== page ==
Do not ask your boss up front because s/he may be naive and order you not to try anything else(in which case you look for another job). After you schmooze around a bit while keeping your standard affairs in order, approach your supervisor(preferably with "attaboys" and testimonials from other department heads) and tell him/her you want to move up, then you provide evidence of your qualification. They LOVE to see how much money you can save them. If they're skeptical then offer to negotiate(i.e. work half of your day in QA, half in development or alternately ask for a 1-month "contract" to work for another department for the chance to prove your mettle). If the PHB says no and dosent offer you a raise to stay(heh, you may be so valuable in QA that they wouldnt move you no matter what your skills are) then look for another job.

    If you interview for another job then emphasize the reason why you're leaving - you're capable of more, tell 'em why, and you want to move up. Stress that you have the skillsets to be capable of learning what you do not know. Ambition looks good and even though QA isnt the greatest job, it shows that you're stable and humble enough to stick to a shit job as long as it pays the bills.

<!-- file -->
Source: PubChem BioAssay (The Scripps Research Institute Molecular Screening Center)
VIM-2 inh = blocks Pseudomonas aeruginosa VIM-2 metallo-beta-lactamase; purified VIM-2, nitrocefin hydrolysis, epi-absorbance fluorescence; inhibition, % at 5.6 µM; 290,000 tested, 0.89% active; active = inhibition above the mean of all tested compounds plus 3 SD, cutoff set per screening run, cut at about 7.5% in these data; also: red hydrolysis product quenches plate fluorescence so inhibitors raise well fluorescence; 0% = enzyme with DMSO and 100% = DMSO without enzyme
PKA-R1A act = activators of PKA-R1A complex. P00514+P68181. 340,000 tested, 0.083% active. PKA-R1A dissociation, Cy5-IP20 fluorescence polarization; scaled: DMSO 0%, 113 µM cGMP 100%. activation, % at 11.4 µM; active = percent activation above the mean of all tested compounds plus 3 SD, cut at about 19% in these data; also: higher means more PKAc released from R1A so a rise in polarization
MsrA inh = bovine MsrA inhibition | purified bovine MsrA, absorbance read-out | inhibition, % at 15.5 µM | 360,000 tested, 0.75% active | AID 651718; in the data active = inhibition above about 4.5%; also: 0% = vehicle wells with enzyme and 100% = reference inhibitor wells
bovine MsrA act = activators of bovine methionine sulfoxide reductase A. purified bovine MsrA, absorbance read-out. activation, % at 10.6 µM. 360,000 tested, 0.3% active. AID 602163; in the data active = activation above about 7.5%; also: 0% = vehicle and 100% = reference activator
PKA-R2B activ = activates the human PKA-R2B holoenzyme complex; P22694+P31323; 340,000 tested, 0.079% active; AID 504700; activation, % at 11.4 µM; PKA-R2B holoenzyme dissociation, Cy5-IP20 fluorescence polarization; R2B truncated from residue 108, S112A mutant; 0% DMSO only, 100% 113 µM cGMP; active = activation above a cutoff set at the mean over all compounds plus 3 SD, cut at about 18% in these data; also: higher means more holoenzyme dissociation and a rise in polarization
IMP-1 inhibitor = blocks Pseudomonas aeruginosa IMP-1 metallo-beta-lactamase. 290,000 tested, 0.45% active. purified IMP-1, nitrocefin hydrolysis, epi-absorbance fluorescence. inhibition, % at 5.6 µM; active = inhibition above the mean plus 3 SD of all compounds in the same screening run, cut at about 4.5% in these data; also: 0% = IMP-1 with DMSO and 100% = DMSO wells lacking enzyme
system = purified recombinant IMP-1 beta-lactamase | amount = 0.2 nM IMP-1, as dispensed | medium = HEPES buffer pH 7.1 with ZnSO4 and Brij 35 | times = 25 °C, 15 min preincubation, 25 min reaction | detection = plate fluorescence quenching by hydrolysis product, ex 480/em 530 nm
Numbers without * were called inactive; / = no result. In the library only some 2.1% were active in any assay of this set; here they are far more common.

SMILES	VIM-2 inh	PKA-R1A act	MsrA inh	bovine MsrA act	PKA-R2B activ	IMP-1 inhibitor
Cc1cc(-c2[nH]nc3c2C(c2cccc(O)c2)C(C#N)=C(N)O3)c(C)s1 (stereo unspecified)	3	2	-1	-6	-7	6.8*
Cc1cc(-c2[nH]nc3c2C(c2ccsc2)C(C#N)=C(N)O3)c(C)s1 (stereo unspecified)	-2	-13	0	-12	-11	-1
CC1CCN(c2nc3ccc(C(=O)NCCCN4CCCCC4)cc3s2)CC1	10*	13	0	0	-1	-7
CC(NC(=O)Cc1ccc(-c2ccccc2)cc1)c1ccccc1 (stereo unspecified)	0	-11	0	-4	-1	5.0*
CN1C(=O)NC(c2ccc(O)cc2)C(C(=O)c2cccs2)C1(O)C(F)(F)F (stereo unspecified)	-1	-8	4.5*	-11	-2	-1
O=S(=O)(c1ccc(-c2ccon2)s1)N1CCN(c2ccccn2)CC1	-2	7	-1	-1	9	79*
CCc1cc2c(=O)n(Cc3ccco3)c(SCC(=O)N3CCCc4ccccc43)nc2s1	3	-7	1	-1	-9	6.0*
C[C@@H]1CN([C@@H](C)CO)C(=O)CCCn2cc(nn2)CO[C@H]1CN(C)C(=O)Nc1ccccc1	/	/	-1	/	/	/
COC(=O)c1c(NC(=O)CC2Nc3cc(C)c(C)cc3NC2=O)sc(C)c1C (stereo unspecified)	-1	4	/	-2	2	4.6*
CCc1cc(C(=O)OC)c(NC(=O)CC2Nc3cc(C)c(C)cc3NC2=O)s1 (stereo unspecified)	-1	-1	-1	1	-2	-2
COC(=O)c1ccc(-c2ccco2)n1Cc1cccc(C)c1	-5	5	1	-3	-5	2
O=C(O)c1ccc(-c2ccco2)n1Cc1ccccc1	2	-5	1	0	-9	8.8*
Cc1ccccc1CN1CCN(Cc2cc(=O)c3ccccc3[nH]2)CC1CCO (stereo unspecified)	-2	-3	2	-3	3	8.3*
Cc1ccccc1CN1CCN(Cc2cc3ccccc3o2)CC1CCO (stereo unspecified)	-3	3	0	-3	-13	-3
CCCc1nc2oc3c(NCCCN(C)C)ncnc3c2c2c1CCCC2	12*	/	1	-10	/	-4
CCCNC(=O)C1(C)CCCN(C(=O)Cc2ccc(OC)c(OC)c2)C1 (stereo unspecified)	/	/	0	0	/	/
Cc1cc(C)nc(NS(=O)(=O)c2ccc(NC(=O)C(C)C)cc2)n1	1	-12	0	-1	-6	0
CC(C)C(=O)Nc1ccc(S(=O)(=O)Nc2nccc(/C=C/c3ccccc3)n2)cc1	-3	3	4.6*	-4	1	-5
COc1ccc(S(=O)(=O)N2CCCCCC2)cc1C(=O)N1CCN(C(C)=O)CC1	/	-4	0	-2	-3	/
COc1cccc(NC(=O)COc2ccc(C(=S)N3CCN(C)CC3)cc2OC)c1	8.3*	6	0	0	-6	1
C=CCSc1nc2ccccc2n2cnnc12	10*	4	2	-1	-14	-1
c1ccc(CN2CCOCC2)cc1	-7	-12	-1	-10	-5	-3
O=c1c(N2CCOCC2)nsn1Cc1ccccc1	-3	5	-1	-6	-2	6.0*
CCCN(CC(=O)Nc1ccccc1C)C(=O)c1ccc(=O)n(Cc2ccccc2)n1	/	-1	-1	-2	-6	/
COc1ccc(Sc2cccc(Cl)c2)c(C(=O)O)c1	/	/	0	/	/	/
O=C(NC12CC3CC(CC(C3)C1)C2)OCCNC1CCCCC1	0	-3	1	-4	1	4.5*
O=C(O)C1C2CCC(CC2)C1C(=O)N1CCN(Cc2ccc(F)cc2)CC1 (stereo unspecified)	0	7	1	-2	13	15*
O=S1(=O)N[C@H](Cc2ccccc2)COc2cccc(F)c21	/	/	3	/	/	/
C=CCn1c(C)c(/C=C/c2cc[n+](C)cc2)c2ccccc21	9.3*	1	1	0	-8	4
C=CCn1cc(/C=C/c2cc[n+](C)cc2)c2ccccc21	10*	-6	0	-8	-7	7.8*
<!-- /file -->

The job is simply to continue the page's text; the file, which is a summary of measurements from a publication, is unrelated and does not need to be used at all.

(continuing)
Best of luck.
  • Repeat (Score:5, Informative)

    by HornWumpus ( 783565 ) on Tuesday October 14, 2008 @12:18AM (#25364855)
  • by dubious_1 ( 170533 ) on Tuesday October 14, 2008 @12:19AM (#25364863) Homepage

    Even though you have graduated, most Universities will help you find a job if you graduated from there. The jobs for entry level ( new graduate ) positions are not typically going to be posted on Monster, Hot Jobs, etc. since we look for those people at University Job fairs.
    I have been to many of these as a prospective employer, and there are always several Alumni who are there looking.

  • College Recruiting (Score:3, Informative)

    by Mongoose Disciple ( 722373 ) on Tuesday October 14, 2008 @12:20AM (#25364865)

    Research which companies are recruiting at your and other area colleges. Not that you necessarily have to go to a college career fair (although it's not a terrible idea), but it's a good way to get a feel for which companies will hire with no experience.